- Providing a user oriented view. By tailoring the text of the book to a business audience, removing the tool implementation detail and technical focus of the standard, a book can make DMN much more accessible and valuable to business subject matter experts and policy owners—DMN’s core users. Omitting IT centric detail avoids alienating business audiences and leaves more room to present issues of importance to them and provide realistic examples to illustrate these points.
- Explaining what it is why it should be used. By means of a business-oriented discussion of the definition and business case for decision modeling in general and DMN in particular it can provide informed incentive to apply DMN.
- Explaining when to use it. By detailing the key indicators that reveal when DMN is best used and how to recognize those situations when it should be avoided, a book can help ensure that the technique is applied judiciously.
- Explaining how to use it. A notation is of little use without some guidelines describing how it should be applied. These can be: descriptions of appropriate methods for decision discovery and analysis; details of DMN patterns—combinations of techniques for solving frequently occurring problems—and tips for integrating DMN with other modeling standards (e.g., UML, BPMN and ArchiMate). Such advice can help practitioners to maximize the benefit of using the standard and avoid common pitfalls.
- Providing an experienced viewpoint. By bringing additional, pragmatic knowledge of how to scale the use of DMN in larger projects and illustrating this with realistically sized examples a book can describe how DMN works in practice. Perhaps the most effective advice that can be provided is a series of decision modeling best practices garnered from years of applying the standard.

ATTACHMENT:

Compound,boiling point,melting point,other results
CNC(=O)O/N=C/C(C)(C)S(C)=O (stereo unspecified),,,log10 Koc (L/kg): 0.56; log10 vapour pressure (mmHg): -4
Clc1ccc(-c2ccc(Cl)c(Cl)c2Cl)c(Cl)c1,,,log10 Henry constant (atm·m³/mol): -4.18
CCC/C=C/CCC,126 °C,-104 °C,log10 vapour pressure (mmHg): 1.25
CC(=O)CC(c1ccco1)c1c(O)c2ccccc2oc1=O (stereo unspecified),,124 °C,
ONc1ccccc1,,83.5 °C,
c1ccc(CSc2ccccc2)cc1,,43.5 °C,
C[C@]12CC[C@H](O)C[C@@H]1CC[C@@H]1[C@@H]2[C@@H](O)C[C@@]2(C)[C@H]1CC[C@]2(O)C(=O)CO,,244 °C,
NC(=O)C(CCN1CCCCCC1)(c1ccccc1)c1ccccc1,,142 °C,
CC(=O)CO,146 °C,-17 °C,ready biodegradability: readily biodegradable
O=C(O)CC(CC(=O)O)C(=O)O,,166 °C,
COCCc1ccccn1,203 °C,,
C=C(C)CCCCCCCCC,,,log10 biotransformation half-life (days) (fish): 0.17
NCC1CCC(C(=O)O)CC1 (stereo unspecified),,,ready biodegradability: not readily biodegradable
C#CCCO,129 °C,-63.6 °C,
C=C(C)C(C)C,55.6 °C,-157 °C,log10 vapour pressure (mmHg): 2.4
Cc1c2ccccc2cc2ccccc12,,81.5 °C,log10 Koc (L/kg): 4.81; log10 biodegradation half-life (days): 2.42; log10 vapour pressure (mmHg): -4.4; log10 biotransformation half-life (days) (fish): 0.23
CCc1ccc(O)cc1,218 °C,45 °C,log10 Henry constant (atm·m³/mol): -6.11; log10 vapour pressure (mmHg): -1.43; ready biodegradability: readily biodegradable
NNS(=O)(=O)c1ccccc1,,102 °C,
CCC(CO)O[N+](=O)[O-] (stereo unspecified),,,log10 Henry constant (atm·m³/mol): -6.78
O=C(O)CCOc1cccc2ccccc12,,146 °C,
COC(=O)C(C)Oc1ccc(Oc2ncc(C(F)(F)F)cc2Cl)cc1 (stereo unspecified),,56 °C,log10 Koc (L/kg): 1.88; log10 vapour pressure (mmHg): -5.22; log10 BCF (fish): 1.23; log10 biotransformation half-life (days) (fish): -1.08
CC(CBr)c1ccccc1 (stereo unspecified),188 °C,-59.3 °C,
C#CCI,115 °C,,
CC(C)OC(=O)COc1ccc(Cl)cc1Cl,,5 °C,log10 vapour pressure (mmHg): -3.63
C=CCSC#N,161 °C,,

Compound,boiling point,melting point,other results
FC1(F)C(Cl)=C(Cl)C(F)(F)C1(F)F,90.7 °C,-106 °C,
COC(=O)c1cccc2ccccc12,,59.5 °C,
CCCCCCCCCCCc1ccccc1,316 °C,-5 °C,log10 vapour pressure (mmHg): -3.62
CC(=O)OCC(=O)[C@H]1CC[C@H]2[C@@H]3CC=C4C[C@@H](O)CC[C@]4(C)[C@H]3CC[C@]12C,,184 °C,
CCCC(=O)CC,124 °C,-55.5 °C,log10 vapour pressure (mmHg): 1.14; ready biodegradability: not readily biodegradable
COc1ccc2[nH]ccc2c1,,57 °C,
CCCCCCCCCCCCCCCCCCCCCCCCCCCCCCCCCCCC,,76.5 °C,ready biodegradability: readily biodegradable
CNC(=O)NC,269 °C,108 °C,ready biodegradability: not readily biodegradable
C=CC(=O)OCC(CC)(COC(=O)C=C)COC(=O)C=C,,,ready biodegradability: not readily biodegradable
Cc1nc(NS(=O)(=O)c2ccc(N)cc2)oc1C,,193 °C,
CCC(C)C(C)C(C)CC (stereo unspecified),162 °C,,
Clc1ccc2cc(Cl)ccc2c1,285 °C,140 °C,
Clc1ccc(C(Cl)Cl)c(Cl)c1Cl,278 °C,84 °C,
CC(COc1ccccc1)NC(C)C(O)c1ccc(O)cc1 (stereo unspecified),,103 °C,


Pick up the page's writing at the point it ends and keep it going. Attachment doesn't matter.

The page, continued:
- Supplying additional insight. By describing decision modeling features that are not supported by the standard, but which have contributed significantly to projects, a book can prepare DMN users for more advanced challenges they are likely to face. In addition, this insight can instruct users on which of DMN’s features to use sparingly—a few have adverse effects in certain circumstances.
- Advising on adoption. By making specific recommendations on how to build practitioner teams within a company and how to select the most appropriate toolset, a book can facilitate a rapid and successful enterprise adoption of the standard.
James and I have included all of this in our book and we hope that our experience of using DMN can benefit others. Little of this content is appropriate for inclusion in a standards document of course, but all of it is important to help business users to understand, become proficient in and get the most from decision modeling.
A good book, with the content described above, should virtually replace the standard specification document for business users: becoming the dominant reference work for all but the most specific and technical inquiries. Equally important it should encourage wide spread use of the standard so that many organisations can benefit from explicit management of their decision assets.